Tuesday, July 21st: the Little Mr. and Miss Pageant at 6:00 p.m. followed by David Turner and Friends at the Lions Club Pavilion; Go-Cart Racing at 6:00 p.m. at the T.C. McMillen Arena; and a Horse Show at 7:00 p.m. at the Grandstand; $1000 cash giveaway at 9:00 p.m. and announcement of DeKalb Idol winners at the Pavilion.

Wednesday, July 22nd: Little Miss Princess Pageant at 6:00 p.m. followed by the Miss Sweetheart Pageant at the Lions Club Pavilion; Four Wheeler and Motorcycle Racing at 6:00 p.m. at the T.C. McMillen Arena; $1000 cash giveaway at 9:00 p.m. and announcement of DeKalb Idol winners at the Pavilion.

Thursday, July 23rd: Senior Citizen Day activities at 9:00 a.m. at the Lions Club Pavilion; 4-H Chick Chain Show at 5:00 p.m. at the barn; Junior Goat Show at 6:00 p.m. at the barn; a Baby Show at 6:00 p.m. followed by a Vintage Fashion Show at the Lions Club Pavilion; and a Rodeo at the T.C. McMillen Arena at 7:00 p.m.; $1000 cash giveaway at 9:00 p.m. and announcement of DeKalb Idol winners at the Pavilion.

Friday, July 24th: WSMV Channel 4 Snow Bird from 5:00 p.m. to 7:00 p.m.; Toddler Show at 6:00 p.m. followed by DeKalb Idol Final Competition atthe Lions Club Pavilion; an Antique Tractor Pull at 7:00 p.m. at the T.C. McMillen Arena; and a Demolition Derby at 7:00 p.m. at the Grandstand; $1000 cash giveaway at 9:00 p.m.

Saturday, July 25th: A Horse Shoe Tournament at 3:00 p.m. at the barn; Gospel Singing at the Lion's Club Pavilion at 6:00 p.m. and a Super Tractor and Truck Pull at 6:00 p.m. at the T.C. McMillen Arena: and a $1000 cash giveaway at 9:00 p.m.

One thousand dollars in cash will be given away each night, Monday through Saturday and you must be present to win. If no one presents the winning ticket within three minutes, the money will be saved and given away on Saturday night in increments of $1,000. Your fair admission ticket is your ticket for the cash drawing.

Rides on the Midway will be provided by the Family Attractions Amusement Company. Unlimited rides will be available each night for $16.00.

Admission to the fair is $3.00 per person. Children age four and younger will be admitted free! Gates open at 4:30 p.m. Monday through Friday and at 4:00 p.m. on Saturday. Parking is Free!

For more information, call 529-FAIR or visit on-line at or www.

Businesses Urged to Participate in "Project Welcome Mat"

June 3, 2009
Dwayne Page
WJLE's Chamber Chat

The Smithville- DeKalb County Chamber of Commerce is encouraging all local businesses to participate in "Project Welcome Mat".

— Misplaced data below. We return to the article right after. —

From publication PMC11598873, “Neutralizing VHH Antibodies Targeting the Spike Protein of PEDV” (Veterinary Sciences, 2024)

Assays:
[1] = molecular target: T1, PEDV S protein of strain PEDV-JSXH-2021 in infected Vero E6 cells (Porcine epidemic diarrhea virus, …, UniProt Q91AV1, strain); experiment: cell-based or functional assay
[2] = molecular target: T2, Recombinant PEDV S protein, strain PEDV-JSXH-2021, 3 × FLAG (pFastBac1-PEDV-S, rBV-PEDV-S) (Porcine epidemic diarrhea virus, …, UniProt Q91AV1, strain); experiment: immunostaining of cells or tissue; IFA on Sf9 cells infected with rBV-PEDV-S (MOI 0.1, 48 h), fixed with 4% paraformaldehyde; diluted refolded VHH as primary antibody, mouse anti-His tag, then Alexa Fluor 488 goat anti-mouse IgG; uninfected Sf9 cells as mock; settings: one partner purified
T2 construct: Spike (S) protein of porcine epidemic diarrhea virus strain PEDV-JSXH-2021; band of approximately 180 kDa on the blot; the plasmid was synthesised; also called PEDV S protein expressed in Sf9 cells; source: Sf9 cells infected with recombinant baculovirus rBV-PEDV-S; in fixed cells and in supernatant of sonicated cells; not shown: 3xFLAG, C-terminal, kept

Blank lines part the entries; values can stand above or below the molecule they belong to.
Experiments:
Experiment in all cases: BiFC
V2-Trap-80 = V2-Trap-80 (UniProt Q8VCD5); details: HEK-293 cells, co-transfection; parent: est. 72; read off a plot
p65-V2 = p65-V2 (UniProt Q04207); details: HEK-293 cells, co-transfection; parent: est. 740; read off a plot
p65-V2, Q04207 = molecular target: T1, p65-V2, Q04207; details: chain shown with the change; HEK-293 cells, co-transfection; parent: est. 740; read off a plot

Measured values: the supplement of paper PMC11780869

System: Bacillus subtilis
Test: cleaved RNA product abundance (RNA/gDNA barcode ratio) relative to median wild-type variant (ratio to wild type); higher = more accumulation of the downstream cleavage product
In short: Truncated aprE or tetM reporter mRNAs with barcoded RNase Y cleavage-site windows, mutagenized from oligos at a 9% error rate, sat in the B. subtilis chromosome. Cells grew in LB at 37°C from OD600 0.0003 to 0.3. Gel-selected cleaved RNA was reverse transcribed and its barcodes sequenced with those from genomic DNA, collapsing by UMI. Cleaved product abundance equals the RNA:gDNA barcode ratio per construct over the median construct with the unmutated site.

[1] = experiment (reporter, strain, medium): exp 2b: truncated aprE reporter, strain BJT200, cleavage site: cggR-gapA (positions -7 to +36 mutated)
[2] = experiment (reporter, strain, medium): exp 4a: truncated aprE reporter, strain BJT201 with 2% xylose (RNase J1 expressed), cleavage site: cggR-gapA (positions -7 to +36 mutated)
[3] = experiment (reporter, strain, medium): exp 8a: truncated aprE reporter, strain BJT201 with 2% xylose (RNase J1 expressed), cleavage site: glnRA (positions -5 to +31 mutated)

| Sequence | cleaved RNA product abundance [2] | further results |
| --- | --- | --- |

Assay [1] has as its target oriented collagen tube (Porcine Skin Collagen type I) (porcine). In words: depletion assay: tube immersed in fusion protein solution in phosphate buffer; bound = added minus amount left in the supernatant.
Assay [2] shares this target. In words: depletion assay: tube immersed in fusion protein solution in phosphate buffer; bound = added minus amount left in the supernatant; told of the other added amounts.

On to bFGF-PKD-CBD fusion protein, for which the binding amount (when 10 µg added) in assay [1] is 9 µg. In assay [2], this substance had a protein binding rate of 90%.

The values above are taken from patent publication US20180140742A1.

"Project Welcome Mat" is an effort by the Chamber to ensure that our Fiddler's Jamboree visitors feel welcome. Businesses are urged to use their signs to promote tourism and to show hospitality to people visiting DeKalb County.

The Fiddler's Jamboree will be held Friday and Saturday, July 3rd and 4th

"Project Welcome Mat" awards three categories, "Most Original" sign, "Best Worded" sign, and the "People's Choice"

For more information, call the Chamber of Commerce Office at 597-4163

(Pictured left to right: Louis Colombarini, Roger Sharp, Suzanne Williams, Jen Sherwood, and Larry Green)

Confederate Memorial Day Observed by Savage-Goodner Camp, Sons of Confederate Veterans

June 3, 2009

The Savage-Goodner Camp, Sons of Confederate Veterans has placed wreaths at three DeKalb County sites in honor of Confederate Memorial Day. June 3, also the birthday of Confederate States of America President Jefferson, is a "special day of observance" under the Tennessee Code Annotated.

Patriotic red, white, and blue flower arrangements, donning the Confederate St. Andrew's Cross, have been placed at the Confederate monument on the DeKalb County Courthouse lawn, at the grave of the Unknown Confederate Soldier in the Smithville City Cemetery, and at the monument to Confederate General John Hunt Morgan on the Alexandria square.

The Savage-Goodner Camp, SCV encourages all DeKalb Countians to reflect upon the noble sacrifice of their ancestors during the War Between the States on this important day of remembrance.

With over 35-thousand members worldwide, the Sons of Confederate Veterans is a historial and educational organization composed of male descendants of Confederate military personnel who died in action or were honorably discharged from military service to the South.

Smithville Firefighters Say City Needs Ladder Truck

June 2, 2009
Dwayne Page
Wallace Caldwell Addresses Mayor and Aldermen

The Smithville Volunteer Fire Department wants the city to invest in aerial apparatus, commonly referred to as a ladder truck.

Wallace Caldwell, member of the department and a training instructor addressed the mayor and aldermen Monday night. "I know you're probably thinking that we can't afford this at this time, with all the other problems that the city has. But I think, not as a fireman, but as a citizen that we cannot afford not to have one. We've lived on luck and borrowed time for sometime. I know we only have a few buildings downtown that are considered tall by a lot of people, the Board of Education, the Courthouse, and the white corner there at Cantrell's Jewelry. These people think that would be the only place that it would be used. But the buildings and the entire downtown area are old and very old. If an aerial apparatus was not readily available and if we had a fire downtown, we could be in a situation that would be much worse than a lot of us could even imagine."